Jacob Queller, ’20, is an integral part of the University of Richmond Honor Council. After serving on Honor Council leadership for two years, he helped guide the Council to implement a new system and statutes to ensure University of Richmond students are held to the highest standards of integrity. 

“We put together new codes and wordings for violations, to make it fairer, handle cases more expeditiously, and cut out some of the things we found redundant,” Queller said.

He has worked closely with the University Faculty Senate to find new ways to ensure fair consequences for honor council violations.

“We took the sanctioning part of our job and handed it to the professors, so anytime a case comes to Honor Council, we decide whether or not a student is responsible for a violation, and let the professor decide consequences at their own discretion,” Queller said.

He believes being part of the University Honor Council has helped him make connections with professors and students across campus disciplines, which has helped his overall education.

“I received a lot of access to building deep relationships with professors across campus, and got to meet professors that I would have never crossed paths with originally,” Queller said.

He believes the university environment is important for students, particularly in their ability to make mistakes and learn from them.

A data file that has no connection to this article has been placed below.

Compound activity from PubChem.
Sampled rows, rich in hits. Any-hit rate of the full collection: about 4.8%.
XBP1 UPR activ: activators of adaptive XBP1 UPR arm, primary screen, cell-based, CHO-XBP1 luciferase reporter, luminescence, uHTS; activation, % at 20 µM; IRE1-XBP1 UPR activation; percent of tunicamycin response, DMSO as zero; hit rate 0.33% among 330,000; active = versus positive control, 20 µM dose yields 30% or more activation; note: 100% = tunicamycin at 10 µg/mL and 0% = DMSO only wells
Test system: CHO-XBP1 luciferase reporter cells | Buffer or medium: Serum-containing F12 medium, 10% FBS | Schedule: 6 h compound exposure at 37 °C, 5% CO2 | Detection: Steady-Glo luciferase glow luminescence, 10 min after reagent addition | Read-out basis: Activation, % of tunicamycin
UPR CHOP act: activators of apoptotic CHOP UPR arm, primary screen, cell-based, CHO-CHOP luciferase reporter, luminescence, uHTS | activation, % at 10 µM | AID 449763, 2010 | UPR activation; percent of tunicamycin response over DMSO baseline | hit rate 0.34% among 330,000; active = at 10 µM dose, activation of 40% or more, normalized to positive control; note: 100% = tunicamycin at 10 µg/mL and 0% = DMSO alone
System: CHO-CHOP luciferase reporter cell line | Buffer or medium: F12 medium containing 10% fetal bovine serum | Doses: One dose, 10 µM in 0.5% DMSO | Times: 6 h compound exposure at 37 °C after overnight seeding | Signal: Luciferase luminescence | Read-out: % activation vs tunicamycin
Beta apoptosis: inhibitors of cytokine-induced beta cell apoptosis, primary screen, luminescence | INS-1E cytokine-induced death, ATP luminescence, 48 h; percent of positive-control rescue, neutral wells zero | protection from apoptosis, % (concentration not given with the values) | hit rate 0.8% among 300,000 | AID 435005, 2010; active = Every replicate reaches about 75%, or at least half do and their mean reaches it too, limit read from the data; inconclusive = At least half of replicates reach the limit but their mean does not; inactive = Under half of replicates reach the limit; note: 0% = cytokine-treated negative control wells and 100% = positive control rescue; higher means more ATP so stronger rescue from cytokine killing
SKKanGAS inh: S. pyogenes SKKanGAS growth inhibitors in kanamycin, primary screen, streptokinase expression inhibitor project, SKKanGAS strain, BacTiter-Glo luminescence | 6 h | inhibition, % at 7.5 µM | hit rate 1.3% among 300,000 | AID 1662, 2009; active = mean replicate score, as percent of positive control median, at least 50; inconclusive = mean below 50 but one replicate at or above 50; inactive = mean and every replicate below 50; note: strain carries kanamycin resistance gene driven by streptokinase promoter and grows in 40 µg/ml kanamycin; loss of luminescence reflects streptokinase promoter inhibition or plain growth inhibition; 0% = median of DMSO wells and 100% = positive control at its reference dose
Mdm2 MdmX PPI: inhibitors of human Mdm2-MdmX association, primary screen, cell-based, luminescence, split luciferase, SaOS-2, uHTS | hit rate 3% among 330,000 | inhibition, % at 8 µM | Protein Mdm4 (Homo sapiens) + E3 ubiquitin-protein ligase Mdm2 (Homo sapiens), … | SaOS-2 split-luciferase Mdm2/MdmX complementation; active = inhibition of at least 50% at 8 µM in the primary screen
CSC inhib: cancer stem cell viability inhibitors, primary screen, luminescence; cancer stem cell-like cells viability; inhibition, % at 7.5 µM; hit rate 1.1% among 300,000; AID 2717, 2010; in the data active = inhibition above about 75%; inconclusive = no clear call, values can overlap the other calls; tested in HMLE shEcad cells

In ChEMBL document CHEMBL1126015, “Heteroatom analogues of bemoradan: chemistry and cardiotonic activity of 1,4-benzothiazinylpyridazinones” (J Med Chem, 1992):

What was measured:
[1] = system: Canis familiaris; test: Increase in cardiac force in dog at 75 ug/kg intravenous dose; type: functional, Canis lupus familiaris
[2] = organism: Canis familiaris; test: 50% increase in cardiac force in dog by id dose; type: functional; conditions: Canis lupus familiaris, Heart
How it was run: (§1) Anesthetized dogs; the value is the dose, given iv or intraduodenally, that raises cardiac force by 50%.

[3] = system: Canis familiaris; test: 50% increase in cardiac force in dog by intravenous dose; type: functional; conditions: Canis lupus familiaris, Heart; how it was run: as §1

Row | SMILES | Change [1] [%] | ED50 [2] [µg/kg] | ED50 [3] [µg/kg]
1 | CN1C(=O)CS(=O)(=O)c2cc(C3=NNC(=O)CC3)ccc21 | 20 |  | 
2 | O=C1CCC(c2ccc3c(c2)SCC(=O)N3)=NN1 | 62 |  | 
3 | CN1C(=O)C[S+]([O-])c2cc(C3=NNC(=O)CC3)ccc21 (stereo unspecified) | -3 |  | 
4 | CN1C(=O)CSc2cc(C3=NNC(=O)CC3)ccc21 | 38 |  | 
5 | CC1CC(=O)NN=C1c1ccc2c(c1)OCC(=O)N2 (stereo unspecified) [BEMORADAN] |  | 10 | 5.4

“I think it’s really important for students to learn from their mistakes while they’re here, because once you get into the working world, it takes years to build your integrity and trust. It takes only one second to lose all of it because of one bad decision,” Queller said.

In additional efforts to make the Honor Council system fairer, he and his fellow council members recruited student investigators to look into violations and report back to the council. He says this shares the accountability among multiple students. They also loosened the restrictions on confidentiality, so if a student is being investigated for a violation, they can share it with friends and loved ones, rather than having to go through it alone.

“These changes make the system more impartial,” Queller said. “Having an Honor Council held to these standards protects the reputation of the University, and the reputation of the students.”

Laura Thompson, assistant dean of the Robins School of Business, says she is thrilled to have a Robins student leading the University Honor Council to a new era.

“The role of a student leader on the Honor Council is to be an exemplar and a leader upholding and maintaining the reputation of trust and respect,” Thompson said. “The University Honor Council works to encourage the integrity of our community. The University’s reputation as a quality institution where all learn and study in an environmental of trust and respect is essential to this honor and integrity.”